Wyrm: Baby Steps for ELF

With the July 4th Holiday, I enjoyed a 3-day weekend but intentionally limited the time I spent hacking on Wyrm. There’s a lot to unpack in creating a full operating system and toolchain (even with a limited scope). Instead of jumping into full fledged implementation, I took the opportunity to brainstorm and structure the project.

Given we’ve got a hugeeeee amount of work ahead in bootstrapping a kernel and toolchain, the big question becomes “where to start”. For this project, I’ll be trying to maintain a “Test Driven Development” practice. A unit test framework also creates a simplified environment for early development.

The first project milestone will be a “Hello World” constructed kernel from our toolchain. Qemu supports loading a binary ELF image, and most portable toolchains will work with ELF binaries. For the first project milestone, the Wyrm toolchain will construct a valid ELF kernel image with a “Hello World” assembly kernel. With ELF, the Wyrm toolchain may create images for either or fledging OS or the Linux ecosystem. The end-goal is a fully self-hosting system – but until that point, Linux or Windows can provide a host environment.

If someone forced me to select a ‘favorite’ programming language, I’d likely fall into the Python camp. Python does not, unfortunately, make for a good “system” programming language. However, both Julia and Nim advertise some degree of compiled / system programming features. For our toolchain, I’m going to pull a page out of Julia’s playbook and utilize the simplicity of Scheme for compiler and runtime implementation. With a strong Scheme toolchain, I hope to experiment with a maybe-Python / maybe-Scala frontend. With a scheme-work-alike, we can utilize a “proper” scheme implementation to bootstrap the system. I’ve selected “Chicken Scheme”.

With the few commits this weekend, there’s a small test framework and the start of some low level scheme primitives for building ELF files.

Nix News: Embedded Linux Update

Today I’ll cover my major take-homes from a couple embedded Linux conferences that I (virtually) attended.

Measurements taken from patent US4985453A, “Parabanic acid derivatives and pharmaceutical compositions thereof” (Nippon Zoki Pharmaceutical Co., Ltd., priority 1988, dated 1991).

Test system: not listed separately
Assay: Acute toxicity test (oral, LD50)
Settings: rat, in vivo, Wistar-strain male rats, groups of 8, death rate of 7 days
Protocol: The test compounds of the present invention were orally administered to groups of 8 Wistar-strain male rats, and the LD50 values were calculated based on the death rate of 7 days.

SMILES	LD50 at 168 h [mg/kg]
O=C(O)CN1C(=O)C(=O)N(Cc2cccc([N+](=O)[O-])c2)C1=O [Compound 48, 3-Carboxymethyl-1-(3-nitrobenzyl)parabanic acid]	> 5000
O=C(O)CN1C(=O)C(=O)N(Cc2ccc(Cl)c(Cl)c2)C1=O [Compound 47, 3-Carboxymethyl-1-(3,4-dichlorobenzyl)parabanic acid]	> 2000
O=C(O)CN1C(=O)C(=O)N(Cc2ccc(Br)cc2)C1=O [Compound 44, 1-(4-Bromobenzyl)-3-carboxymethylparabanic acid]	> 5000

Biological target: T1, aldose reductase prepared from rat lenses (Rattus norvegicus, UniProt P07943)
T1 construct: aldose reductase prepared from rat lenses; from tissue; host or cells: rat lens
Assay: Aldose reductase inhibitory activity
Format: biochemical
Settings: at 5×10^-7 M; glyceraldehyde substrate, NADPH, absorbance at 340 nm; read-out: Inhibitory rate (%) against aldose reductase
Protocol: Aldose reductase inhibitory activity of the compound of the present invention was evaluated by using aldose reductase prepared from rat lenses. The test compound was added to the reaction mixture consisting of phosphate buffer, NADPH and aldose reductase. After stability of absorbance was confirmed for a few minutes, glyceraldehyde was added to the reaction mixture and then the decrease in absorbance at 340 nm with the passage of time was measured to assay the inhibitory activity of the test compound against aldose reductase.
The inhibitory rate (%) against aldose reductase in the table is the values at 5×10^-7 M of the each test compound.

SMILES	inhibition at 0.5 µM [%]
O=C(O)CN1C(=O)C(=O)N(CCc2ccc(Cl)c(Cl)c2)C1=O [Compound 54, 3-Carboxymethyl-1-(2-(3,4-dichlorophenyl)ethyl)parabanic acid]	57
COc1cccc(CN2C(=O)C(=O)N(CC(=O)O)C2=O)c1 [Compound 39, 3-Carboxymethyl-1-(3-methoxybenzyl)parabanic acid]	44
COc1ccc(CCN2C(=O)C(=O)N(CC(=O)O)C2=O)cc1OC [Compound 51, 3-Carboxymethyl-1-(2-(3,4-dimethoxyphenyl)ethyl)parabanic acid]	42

• Let’s be positive
  • All about embedded linux
  • Be prepared: Containers are coming! (Someone please make docker-lite for embedded!)
  • Risc V is up and coming real soon now
  • Learn VSCode if you want a common IDE experience
  • Diversity thoughts – there’s a person behind the email
  • Open Source maintainers ask for our patience
  • Check out Virtual Conferences in 2020


Special Thanks to:

  • https://audionautix.com/ – Rockin’ zombie track

Episode 7 – XLS, XLSX What is Difference?

Today I cover a small “oops” from the UK health center, and extend some thoughts on its relationship to “Real Programming”.

Episode 4 – Fall 2020 Programming Developments

A look at major new developments in the coding world for C/C++ – and some brief talk on Amazon BottleRocket and Microsoft’s Hyper-V advancements.

T-7 weeks

Looks like I have a job. I received the job offer on Tuesday, accepted on Wednesday, and start on Monday. So, why do I say T-7 weeks? Well, put simply, in my current living situation I can not really have access to a linux box. In 7 weeks, I will be moving into a place of my own, complete with a working network, and so forth. So, to be fair, it might be a bit more than that if I take into account cable setup, getting the lease signed, moving time… But basically, I need 3 paychecks to recover from the enormous financial toll moving with less than a weeks notice and no job prospects took. Oddly enough, now that it looks like I found something, I’m getting a lot of calls and emails about interviews. The job I’m taking is good all around: good location, good money, and really nice people. Only downside is that they are a Windows based shop. (But, that just really means more job security for me now that I think about it, especially if they ever decide to move platforms.)

So, right now I have 7 weeks abouts until I can do a linux install and start hacking stuff again. I have all sorts of cool project ideas, and things I want to get going especially some thoughts on conary stuff I’ve been thinking about, but I have no way of doing any of it right now. So, I’m stuck writing them in text files and waiting for some time.

I have had a few people ask why I moved with such short notice, the short answer is family issues. The long answer is that I left the religion associated with my family and felt the need to leave the area as well as my family is somewhat well known with that particular group. I’m not going to go further into this on this blog, as it is on some planets and I don’t want to upset anyone. Let just say it’s hard to go to places and keep running into people that know about how you “left” and want to “save you”. I make no judgements anymore about people of any religious groups – I really don’t think anyone has things right, so why quibble?